- Acting for Two: Harry Carey Jr. reputedly played two different roles in the film. One was Dan Latimer, who was killed in the stampede. The other was supposedly later in the movie when he (wearing black vest and hat) and John Wayne stood together and Carey spoke the line, "They crossed here . . . "
- Creator Backlash: Montgomery Clift was unhappy that the ending was changed to Dunson living. He also felt that his performance was mediocre.
- Cut Song: The song "My Rifle, My Pony and Me" was originally written by Dimitri Tiomkin for this film, but it was completed too late for use in the scene where a cowboy song was needed, so they substituted another one. However, strains of the song can be heard in the theme music, and the words were changed for use in the later movie. It was later sung by Dean Martin in Rio Bravo.
- Darkhorse Casting: This was Montgomery Clift's first film. Howard Hawks cast him after seeing him on Broadway.
- Hostility on the Set:
- John Wayne and Walter Brennan would not get along with Montgomery Clift for personal, professional, and political reasons and they stayed away from the young actor when not filming. Clift later turned down Dean Martin's role in Rio Bravo because he did not want to be reunited with those two actors.
- Clift did occasionally take part in the nightly poker games that Hawks and Wayne organized where "they laughed and drank and told dirty jokes and slapped each other on the back. They tried to draw me into their circle but I couldn't go along with them. The machismo thing repelled me because it seemed so forced and unnecessary".
- No Stunt Double: In the shot of Groot driving the chuck wagon across the river, Walter Brennan did the stunt himself.
- Playing Against Type: This was the first time John Wayne played an un-heroic role.
- Real-Life Relative: This was the only film in which Harry Carey Jr. appeared with his father Harry Carey, although they have no scenes together.
- Reality Subtext: The tension between Dunson and Garth wasn't down to good acting. There were concerns that John Wayne and Montgomery Clift wouldn't get on due to their politics (Wayne being Right Wing, Clift being Left Wing). Though they agreed not to discuss politics, the two weren't friendly. Clift didn't care for Wayne's machismo, while Wayne, while respecting Clift's talent, once described him as "an arrogant little bastard".
- That said, Clift's performance did encourage Wayne to try harder in his role.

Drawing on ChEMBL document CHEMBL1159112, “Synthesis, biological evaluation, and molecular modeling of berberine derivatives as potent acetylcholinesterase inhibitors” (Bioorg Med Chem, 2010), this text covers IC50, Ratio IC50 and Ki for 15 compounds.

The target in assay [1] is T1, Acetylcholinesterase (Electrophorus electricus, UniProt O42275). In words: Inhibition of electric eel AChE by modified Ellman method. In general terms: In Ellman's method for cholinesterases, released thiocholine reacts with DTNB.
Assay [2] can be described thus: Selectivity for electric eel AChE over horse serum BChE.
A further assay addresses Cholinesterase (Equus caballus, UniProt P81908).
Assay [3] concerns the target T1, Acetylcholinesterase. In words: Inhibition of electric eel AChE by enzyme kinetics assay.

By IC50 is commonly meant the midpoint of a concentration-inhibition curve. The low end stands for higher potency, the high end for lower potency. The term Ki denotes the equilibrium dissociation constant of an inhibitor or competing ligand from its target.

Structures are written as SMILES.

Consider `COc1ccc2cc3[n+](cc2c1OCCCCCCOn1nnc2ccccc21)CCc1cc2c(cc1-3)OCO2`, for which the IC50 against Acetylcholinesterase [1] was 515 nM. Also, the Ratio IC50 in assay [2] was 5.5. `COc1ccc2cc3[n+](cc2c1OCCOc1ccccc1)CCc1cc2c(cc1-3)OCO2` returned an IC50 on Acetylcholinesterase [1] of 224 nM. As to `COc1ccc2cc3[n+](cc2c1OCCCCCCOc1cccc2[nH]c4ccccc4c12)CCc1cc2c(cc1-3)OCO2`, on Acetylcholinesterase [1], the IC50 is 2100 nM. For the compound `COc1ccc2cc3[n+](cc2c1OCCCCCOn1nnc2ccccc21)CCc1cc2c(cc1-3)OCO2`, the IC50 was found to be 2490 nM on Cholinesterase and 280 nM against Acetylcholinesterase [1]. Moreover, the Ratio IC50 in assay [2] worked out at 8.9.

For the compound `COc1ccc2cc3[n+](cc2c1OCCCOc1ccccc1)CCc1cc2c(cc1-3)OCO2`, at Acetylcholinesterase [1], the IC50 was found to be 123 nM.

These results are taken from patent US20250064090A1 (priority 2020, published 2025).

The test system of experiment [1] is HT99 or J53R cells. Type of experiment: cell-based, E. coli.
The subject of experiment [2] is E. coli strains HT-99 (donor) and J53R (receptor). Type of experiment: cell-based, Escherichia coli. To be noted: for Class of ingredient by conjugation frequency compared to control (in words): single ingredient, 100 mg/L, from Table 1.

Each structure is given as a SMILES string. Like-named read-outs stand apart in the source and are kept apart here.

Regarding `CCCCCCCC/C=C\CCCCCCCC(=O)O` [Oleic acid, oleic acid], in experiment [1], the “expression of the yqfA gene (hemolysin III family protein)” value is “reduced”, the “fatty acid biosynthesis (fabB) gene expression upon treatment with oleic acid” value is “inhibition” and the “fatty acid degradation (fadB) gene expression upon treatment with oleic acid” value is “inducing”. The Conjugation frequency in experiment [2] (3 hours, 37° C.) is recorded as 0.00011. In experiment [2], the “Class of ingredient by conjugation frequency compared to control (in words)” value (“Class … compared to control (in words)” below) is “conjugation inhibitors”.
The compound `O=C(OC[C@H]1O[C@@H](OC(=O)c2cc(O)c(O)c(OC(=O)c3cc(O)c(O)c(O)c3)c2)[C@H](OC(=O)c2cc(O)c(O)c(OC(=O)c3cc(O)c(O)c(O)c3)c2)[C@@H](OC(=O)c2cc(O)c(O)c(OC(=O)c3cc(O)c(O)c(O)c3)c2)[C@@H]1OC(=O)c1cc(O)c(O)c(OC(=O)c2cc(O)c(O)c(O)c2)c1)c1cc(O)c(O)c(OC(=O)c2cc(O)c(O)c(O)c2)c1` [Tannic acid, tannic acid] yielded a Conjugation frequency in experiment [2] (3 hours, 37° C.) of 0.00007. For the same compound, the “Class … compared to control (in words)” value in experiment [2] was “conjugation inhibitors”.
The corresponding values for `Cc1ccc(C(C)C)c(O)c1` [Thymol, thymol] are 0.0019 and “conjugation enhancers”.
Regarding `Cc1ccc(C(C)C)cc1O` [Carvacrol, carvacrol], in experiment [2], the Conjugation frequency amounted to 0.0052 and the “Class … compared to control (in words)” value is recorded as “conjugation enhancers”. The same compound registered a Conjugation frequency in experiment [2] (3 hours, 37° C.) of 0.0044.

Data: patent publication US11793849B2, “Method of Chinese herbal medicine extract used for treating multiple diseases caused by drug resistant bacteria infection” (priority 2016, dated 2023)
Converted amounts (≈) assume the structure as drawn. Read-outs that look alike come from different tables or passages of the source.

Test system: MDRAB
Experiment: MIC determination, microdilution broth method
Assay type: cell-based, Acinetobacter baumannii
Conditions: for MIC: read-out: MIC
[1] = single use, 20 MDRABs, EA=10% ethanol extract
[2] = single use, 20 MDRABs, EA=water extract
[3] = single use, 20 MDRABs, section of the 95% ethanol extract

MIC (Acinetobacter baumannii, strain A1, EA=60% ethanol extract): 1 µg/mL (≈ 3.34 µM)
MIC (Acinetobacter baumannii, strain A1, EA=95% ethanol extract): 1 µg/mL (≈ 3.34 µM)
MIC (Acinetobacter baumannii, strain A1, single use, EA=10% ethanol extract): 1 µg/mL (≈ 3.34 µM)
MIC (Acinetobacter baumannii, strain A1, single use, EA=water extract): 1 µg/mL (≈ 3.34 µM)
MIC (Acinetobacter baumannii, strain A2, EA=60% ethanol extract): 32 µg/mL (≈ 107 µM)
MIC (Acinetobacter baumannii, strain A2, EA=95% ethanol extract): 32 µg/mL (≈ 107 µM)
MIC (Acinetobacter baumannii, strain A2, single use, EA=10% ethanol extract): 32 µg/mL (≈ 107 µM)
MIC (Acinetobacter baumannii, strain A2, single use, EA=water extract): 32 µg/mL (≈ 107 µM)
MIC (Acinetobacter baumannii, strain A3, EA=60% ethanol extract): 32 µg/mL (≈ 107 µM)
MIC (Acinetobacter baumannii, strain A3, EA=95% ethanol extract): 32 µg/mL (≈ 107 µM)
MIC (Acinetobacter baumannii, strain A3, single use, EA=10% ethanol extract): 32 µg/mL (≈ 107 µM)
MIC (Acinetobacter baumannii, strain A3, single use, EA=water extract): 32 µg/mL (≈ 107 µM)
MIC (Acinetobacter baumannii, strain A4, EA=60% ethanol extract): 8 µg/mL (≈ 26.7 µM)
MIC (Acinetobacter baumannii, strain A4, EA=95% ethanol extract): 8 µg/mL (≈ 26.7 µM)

- Romance on the Set:
- John Ireland and Joanne Dru had an affair onset and were later married. This annoyed Howard Hawks, as he was also pursuing her.
- It's rumoured that Ireland had an affair with Montgomery Clift.
- Serendipity Writes the Plot: Despite the reputed lack of rain, there were frequent unexpected downpours on location. John Wayne convinced Howard Hawks to shoot in all weather, and the script was rewritten to accommodate a fierce storm.
- The Shelf of Movie Languishment: The movie was filmed in 1946 but held for release for two years, in part due to legal problems with Howard Hughes who claimed it was similar to his The Outlaw.
- Star-Making Role: For Montgomery Clift.
- Throw It In!: In the scene where Matt tells Tom he's taking over the drive and moving the herd to Abilene, John Wayne turned his back on him and said in a low voice, "I'm gonna kill you, Matt." The action was counter to Howard Hawks' direction to have Wayne cringe, but the actor refused to appear cowardly and played it his way, to Hawks' ultimate satisfaction. The improvised moment left Montgomery Clift dumbfounded and was used in the final cut.
- What Could Have Been:
- Gary Cooper turned down the role of Tom Dunston because he didn't think it fit his screen image.
- Burt Lancaster was offered the role of Matt Garth by agent Charles K. Feldman, who was trying to sign the former acrobat, but Lancaster had just signed with agent Harold Hecht and so turned down the role to star in The Killers, which was his film debut.
- Cherry Valance was supposed to have a bigger role and was written with Cary Grant in mind. Grant turned it down and Howard Hawks disliked John Ireland's performance and the part was greatly reduced.
- Before filming began consideration was given to shooting in color, but Howard Hawks found the processes at that time to be too garish and decided that black-and-white as being more conducive to a feeling of the period.
- The film's original ending had had Tess and Matt escort a mortally wounded Dunston across the Red River, where they stand him up long enough to have him die on Texas soil. Writer Borden Chase vigorously objected to Howard Hawks' change but to no avail.
Trivia / Red River